What do I live for if not to be the poster girl for What Not To Do? In March, I was Fitness Magazine’s freakshow of the month in an article by Jessica Girdwain titled “Confessions of a Cardioholic.” You’d think after being on ABC’s 20/20, Fox’s Morning Show with Mike & Juliette and in publications to numerous to count talking about my various permutations of eating disorders that I’d be used to the public scrutiny. I’m not.
(Tangent: A friend new to the area told my husband that he had heard I was some sort of local celebrity causing me to exclaim, “People do know the difference between notoriety and celebrity, right??”)
The reason that I keep doing these interviews – despite being horribly misquoted on at least two occasions (my fave was the writer who entirely fabricated an interview with me from start to finish, saying that I “always hugged the back wall of fitness classes or used the last elliptical because [I] was too afraid of people staring at [my] huge butt.” First, I am always annoyingly front and center in any fitness activity and second, for all my insecurities, my butt really isn’t one of them. It’s cute and perky and despite being minorly dimpled I love it. Truly, I have enough crazy for 10 articles, you don’t need to go making stuff up!) – is because I am hoping to help other women not make the same mistakes I did. Or, if they already have, know they aren’t alone. Lots of other people have done just that for me and it has made a huge difference in my life! It’s not a desperate bid for attention (and, for the record, I have never ever been paid to do an interview so it’s not a money thing) – I just want to keep the good mojo going.
And I do think I’m helping some people. At least, after every media appearance, I always – without fail – get quite a few e-mails/phone calls/comments telling me how I helped them or a family member. I’m still getting e-mails from that 20/20 segment and it’s been two years since I filmed it! No joke: Someone even wrote their graduate dissertation on it. (To all of you who have taken the time to write or otherwise contact me, I want to thank you with all my heart – you have no idea how much it means to me.)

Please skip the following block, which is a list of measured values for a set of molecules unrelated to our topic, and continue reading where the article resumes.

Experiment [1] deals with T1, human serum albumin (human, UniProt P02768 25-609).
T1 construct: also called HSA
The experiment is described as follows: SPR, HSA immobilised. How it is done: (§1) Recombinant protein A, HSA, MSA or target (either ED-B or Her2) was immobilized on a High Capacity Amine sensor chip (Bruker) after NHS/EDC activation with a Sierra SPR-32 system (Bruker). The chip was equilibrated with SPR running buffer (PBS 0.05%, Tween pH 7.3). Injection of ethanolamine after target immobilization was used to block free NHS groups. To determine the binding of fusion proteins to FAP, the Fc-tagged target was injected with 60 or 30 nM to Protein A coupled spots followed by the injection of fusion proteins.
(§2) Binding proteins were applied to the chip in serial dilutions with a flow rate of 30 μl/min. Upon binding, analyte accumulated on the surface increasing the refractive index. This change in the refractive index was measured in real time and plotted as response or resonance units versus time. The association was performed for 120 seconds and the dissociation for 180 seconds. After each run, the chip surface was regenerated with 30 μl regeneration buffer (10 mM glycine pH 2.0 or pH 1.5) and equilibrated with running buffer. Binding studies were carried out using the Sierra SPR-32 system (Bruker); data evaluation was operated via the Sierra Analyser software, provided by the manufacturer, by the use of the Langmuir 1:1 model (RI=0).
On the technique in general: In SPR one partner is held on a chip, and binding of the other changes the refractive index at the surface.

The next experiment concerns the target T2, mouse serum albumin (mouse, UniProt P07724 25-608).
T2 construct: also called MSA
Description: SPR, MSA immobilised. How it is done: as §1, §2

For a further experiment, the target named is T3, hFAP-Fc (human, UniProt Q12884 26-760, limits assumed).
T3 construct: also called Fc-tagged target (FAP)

But I still feel weird when I actually see the interviews on screen (confession: I watched my 20/20 interview exactly once and still cringe any time someone mentions it) or on paper. They always parse it so that all my lovable nuttiness gets smooshed together in one big block of crazy. I swear I’m not that insane in real life. Or maybe I’m deluded? Anyhow, with no further ado, I present to you the scanned version of my Fitness mag interview (click pictures to enlarge):
Now that you’ve read it, you will inevitably ask – people usually do – “But you’re better now, right?” I am. I’m better than I used to be. But I’m not cured. I think I’ll always trend towards the disordered side of things; I’m compulsive and perfectionistic by nature. That doesn’t mean I won’t stop working on it but don’t expect me to be perfect either. Exercise addiction is as insidious a disorder as any eating disorder. If you, or someone you know, (yeah, I just broke out the after-school special trope!), suffers from exercise addiction or exercise bulimia or compulsive over-exercise or cardioholism or whatever you want to call it, here are some additional resources:
The cost of excessive cardio
How to recognize exercise addiction
Bad things happen when you exercise too much
How over exercising made me gain weight and fat
Confessions of a compulsive over exerciser
Building in rests to your workout
Confessions of a pregnant compulsive exerciser, Part I
Compulsive over-exercise in pregnancy, Part II
Heather Eats Almond Butter recently blogged about breaking her addiction to cardio
Mark Sisson of Mark’s Daily Apple is a former elite triathlete who had a cardio addiction epiphany and now educates the masses about the physical toll of too much exercise.
Quix at Adjusted Reality recently wrote about how running a lot led to weight gain and overall frustration.
NY magazine has an article about the effects of prolonged exercise.
What about you – have you ever been addicted to exercise in an unhealthy way? How did you conquer it? What’s your view on cardio: cardio queen, everything in moderation or hate it?